Book Image

Mastering Responsive Web Design

By : Ricardo Zea
Book Image

Mastering Responsive Web Design

By: Ricardo Zea

Overview of this book

Building powerful and accessible websites and apps using HTML5 and CSS3 is a must if we want to create memorable experiences for our users. In the ever-changing world of web design and development, being proficient in responsive web design is no longer an option: it is mandatory. Each chapter will take you one step closer to becoming an expert in RWD. Right from the start your skills will be pushed as we introduce you to the power of Sass, the CSS preprocessor, to increase the speed of writing repetitive CSS tasks. We’ll then use simple but meaningful HTML examples, and add ARIA roles to increase accessibility. We’ll also cover when desktop-first or mobile-first approaches are ideal, and strategies to implement a mobile-first approach in your HTML builds. After this we will learn how to use an easily scalable CSS grid or, if you prefer, how to use Flexbox instead. We also cover how to implement images and video in both responsive and responsible ways. Finally, we build a solid and elegant typographic scale, and make sure your messages and communications display correctly with responsive emails.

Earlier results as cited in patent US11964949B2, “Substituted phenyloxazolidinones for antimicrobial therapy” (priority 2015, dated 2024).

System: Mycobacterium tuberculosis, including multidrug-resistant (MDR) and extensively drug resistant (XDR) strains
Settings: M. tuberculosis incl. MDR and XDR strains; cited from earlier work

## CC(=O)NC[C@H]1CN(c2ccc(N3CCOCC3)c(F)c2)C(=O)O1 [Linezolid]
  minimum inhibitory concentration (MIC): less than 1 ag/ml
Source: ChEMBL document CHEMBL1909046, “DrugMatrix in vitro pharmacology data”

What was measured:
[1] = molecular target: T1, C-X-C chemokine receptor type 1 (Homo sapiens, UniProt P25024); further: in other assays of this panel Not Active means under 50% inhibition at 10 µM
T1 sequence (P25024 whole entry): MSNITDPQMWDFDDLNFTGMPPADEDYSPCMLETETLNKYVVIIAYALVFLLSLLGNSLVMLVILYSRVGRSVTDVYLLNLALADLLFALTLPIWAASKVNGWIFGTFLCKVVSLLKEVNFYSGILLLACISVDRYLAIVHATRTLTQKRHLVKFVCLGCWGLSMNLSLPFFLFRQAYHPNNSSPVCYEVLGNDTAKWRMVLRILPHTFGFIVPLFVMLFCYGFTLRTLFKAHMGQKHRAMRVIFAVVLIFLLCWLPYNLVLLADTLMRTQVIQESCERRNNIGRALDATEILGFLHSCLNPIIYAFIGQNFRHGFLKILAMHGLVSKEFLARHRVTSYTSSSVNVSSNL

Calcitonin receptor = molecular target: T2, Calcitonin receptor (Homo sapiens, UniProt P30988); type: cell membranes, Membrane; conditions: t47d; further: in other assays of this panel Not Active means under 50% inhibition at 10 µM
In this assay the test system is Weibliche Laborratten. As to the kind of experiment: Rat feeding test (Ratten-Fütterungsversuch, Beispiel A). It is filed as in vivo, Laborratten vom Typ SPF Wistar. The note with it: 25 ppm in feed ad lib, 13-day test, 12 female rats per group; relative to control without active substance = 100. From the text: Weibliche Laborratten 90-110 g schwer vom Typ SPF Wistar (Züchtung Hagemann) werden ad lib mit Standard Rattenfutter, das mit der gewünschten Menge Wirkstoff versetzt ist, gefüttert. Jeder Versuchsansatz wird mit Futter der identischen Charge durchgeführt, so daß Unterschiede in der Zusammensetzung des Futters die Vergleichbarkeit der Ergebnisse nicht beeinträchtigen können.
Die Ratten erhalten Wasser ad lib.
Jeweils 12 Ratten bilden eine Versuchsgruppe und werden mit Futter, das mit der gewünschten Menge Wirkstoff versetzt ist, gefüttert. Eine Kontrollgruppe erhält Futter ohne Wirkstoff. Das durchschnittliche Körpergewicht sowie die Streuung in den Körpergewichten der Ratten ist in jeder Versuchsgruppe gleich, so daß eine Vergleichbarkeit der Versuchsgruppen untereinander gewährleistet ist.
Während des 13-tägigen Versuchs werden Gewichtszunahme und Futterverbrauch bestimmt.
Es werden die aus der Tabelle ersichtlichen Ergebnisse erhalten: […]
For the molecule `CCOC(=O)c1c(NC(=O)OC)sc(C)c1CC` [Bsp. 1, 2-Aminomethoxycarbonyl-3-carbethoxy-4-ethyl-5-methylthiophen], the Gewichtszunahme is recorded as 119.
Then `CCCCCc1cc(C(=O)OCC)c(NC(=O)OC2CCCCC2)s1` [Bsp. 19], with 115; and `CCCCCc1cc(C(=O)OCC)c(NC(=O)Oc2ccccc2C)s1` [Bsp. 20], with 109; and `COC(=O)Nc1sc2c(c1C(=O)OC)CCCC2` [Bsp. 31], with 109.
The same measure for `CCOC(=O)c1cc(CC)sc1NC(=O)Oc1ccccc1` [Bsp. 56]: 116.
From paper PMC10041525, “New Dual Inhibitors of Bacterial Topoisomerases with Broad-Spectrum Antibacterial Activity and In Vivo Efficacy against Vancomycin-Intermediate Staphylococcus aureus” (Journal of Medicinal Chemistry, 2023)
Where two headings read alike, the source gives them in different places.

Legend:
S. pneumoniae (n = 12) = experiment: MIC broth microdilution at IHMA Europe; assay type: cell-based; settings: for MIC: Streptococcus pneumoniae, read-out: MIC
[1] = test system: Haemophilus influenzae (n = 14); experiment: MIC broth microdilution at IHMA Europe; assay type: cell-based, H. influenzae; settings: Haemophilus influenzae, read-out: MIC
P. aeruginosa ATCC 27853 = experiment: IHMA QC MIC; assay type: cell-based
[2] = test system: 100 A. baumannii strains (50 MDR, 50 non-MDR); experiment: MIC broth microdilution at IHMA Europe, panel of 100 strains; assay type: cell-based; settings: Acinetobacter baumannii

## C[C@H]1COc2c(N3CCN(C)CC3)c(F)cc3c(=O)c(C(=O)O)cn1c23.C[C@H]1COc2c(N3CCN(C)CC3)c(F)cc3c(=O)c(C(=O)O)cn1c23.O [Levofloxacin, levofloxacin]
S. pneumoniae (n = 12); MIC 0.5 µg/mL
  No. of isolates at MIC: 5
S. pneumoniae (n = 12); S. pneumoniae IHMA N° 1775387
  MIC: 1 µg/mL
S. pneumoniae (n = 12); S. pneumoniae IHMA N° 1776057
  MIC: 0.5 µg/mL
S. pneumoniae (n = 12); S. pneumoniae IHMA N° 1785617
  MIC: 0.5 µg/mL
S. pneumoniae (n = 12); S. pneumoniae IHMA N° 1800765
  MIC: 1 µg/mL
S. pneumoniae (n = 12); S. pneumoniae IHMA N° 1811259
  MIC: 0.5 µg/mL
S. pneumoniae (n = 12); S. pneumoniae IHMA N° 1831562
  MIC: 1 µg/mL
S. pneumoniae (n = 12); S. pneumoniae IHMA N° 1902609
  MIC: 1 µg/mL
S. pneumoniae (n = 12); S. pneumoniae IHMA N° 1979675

Table of Contents (16 chapters)
Mastering Responsive Web Design
About the Author
About the Reviewers

The pros and cons of CSS frameworks for RWD

With RWD as our main driver for any decisions we make in terms of layout versus screen real estate, let's take a look at what the good and not so good things are about CSS frameworks:

The advantages are as follows:

  • They are very useful to rapidly build responsive prototypes rather than showing static wireframes.

  • Cross-browser issues are already taken care of.

  • They force you, in a good way, to create grid-based layouts.

  • They offer a solid starting point to build on top of.

  • The modularity allows you to handpick the components you want. For example, you can just use the CSS grid module or you can use the forms module.

  • Changing the styling to fit your design(s) is relatively easy.

  • If you aren't too good at CSS, you can still use a CSS framework to implement your own designs.

The disadvantages are as follows:

  • They can bloat your project(s) with CSS that you will never use.

  • They have a large footprint if you decide to use the entire CSS framework.

  • You might need...